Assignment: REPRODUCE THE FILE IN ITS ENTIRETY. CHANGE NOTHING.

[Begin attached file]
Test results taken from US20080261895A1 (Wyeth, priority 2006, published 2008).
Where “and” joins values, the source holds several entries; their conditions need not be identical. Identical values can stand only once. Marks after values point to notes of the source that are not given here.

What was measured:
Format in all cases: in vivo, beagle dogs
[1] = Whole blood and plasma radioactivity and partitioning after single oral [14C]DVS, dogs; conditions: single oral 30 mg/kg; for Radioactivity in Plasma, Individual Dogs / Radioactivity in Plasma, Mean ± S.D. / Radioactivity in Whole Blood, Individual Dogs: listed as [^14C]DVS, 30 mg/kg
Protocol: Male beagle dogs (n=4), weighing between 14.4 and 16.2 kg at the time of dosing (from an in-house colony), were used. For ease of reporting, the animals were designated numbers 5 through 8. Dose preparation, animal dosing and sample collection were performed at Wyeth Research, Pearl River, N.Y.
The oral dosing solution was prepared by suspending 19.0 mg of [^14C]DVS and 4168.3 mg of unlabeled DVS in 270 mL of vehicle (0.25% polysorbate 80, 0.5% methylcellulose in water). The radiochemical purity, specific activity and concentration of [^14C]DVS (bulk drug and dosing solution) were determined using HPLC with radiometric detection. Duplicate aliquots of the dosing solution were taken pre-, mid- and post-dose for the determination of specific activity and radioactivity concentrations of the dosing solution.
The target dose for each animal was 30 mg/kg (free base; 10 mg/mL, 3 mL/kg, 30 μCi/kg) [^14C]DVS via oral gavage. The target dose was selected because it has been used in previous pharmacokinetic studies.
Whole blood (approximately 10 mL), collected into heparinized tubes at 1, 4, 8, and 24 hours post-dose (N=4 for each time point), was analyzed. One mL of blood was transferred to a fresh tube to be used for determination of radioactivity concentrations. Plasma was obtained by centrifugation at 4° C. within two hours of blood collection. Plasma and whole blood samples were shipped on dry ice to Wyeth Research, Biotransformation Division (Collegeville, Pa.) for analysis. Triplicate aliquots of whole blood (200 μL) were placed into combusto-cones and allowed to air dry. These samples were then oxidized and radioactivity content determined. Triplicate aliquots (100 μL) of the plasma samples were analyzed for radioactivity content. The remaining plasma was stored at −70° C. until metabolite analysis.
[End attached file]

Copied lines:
Test results taken from US20080261895A1 (Wyeth, priority 2006, published 2008).
Where “and” joins values, the source holds several entries; their conditions need not be identical. Identical values can stand only once. Marks after values point to notes of the source that are not given here.

What was measured:
Format in all cases: in vivo, beagle dogs
[1] = Whole blood and plasma radioactivity and partitioning after single oral [14C]DVS, dogs; conditions: single oral 30 mg/kg; for Radioactivity in Plasma, Individual Dogs / Radioactivity in Plasma, Mean ± S.D. / Radioactivity in Whole Blood, Individual Dogs: listed as [^14C]DVS, 30 mg/kg
Protocol: Male beagle dogs (n=4), weighing between 14.4 and 16.2 kg at the time of dosing (from an in-house colony), were used. For ease of reporting, the animals were designated numbers 5 through 8. Dose preparation, animal dosing and sample collection were performed at Wyeth Research, Pearl River, N.Y.
The oral dosing solution was prepared by suspending 19.0 mg of [^14C]DVS and 4168.3 mg of unlabeled DVS in 270 mL of vehicle (0.25% polysorbate 80, 0.5% methylcellulose in water). The radiochemical purity, specific activity and concentration of [^14C]DVS (bulk drug and dosing solution) were determined using HPLC with radiometric detection. Duplicate aliquots of the dosing solution were taken pre-, mid- and post-dose for the determination of specific activity and radioactivity concentrations of the dosing solution.
The target dose for each animal was 30 mg/kg (free base; 10 mg/mL, 3 mL/kg, 30 μCi/kg) [^14C]DVS via oral gavage. The target dose was selected because it has been used in previous pharmacokinetic studies.
Whole blood (approximately 10 mL), collected into heparinized tubes at 1, 4, 8, and 24 hours post-dose (N=4 for each time point), was analyzed. One mL of blood was transferred to a fresh tube to be used for determination of radioactivity concentrations. Plasma was obtained by centrifugation at 4° C. within two hours of blood collection. Plasma and whole blood samples were shipped on dry ice to Wyeth Research, Biotransformation Division (Collegeville, Pa.) for analysis. Triplicate aliquots of whole blood (200 μL) were placed into combusto-cones and allowed to air dry. These samples were then oxidized and radioactivity content determined. Triplicate aliquots (100 μL) of the plasma samples were analyzed for radioactivity content. The remaining plasma was stored at −70° C. until metabolite analysis.